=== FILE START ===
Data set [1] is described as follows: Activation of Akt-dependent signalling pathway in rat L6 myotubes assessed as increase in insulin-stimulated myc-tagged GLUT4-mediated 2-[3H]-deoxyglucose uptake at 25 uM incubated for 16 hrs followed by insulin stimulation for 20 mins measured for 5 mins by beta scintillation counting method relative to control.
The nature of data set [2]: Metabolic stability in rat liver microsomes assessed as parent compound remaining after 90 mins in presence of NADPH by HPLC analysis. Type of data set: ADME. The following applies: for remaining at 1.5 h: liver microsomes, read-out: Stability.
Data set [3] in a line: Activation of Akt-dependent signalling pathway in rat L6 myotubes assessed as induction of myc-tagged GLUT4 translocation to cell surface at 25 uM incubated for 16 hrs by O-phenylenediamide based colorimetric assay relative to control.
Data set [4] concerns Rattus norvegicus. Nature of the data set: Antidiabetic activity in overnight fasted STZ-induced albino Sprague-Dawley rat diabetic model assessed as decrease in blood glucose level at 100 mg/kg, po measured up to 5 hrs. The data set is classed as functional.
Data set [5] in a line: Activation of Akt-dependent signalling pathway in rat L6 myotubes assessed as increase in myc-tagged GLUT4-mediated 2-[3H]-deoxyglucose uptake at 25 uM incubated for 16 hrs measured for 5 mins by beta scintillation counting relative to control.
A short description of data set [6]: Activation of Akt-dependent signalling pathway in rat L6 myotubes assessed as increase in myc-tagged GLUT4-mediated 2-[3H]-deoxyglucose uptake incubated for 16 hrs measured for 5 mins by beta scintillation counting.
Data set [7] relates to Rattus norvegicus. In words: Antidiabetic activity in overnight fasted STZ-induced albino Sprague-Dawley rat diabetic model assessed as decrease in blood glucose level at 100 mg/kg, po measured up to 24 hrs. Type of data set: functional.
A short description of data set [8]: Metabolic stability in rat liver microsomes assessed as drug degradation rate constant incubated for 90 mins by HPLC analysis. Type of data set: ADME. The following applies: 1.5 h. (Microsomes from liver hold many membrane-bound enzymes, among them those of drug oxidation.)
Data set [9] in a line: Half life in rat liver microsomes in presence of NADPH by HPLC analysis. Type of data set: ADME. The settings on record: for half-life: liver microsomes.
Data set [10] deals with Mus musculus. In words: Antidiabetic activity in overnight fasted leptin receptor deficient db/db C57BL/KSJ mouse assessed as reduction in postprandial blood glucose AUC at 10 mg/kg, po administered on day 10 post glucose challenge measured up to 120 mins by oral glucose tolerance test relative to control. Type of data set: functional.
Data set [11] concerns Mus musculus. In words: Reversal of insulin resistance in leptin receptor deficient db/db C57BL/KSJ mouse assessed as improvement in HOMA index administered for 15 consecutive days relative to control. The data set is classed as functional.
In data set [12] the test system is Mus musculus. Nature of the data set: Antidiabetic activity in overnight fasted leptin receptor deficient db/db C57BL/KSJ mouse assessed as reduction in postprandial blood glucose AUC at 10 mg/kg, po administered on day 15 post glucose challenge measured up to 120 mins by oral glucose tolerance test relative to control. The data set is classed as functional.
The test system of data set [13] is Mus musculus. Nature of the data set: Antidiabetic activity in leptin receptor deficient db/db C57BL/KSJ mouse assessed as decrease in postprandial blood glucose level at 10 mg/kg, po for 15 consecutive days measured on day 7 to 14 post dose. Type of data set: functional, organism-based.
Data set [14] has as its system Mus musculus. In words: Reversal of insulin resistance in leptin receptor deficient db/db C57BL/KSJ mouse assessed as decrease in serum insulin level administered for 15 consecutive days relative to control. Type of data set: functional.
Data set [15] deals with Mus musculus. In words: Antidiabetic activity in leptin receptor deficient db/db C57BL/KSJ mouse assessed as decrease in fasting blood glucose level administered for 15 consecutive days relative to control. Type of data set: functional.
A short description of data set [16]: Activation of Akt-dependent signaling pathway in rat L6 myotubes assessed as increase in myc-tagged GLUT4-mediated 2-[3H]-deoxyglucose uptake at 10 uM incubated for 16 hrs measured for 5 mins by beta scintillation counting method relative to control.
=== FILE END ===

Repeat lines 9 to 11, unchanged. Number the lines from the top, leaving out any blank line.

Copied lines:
Data set [9] in a line: Half life in rat liver microsomes in presence of NADPH by HPLC analysis. Type of data set: ADME. The settings on record: for half-life: liver microsomes.
Data set [10] deals with Mus musculus. In words: Antidiabetic activity in overnight fasted leptin receptor deficient db/db C57BL/KSJ mouse assessed as reduction in postprandial blood glucose AUC at 10 mg/kg, po administered on day 10 post glucose challenge measured up to 120 mins by oral glucose tolerance test relative to control. Type of data set: functional.
Data set [11] concerns Mus musculus. In words: Reversal of insulin resistance in leptin receptor deficient db/db C57BL/KSJ mouse assessed as improvement in HOMA index administered for 15 consecutive days relative to control. The data set is classed as functional.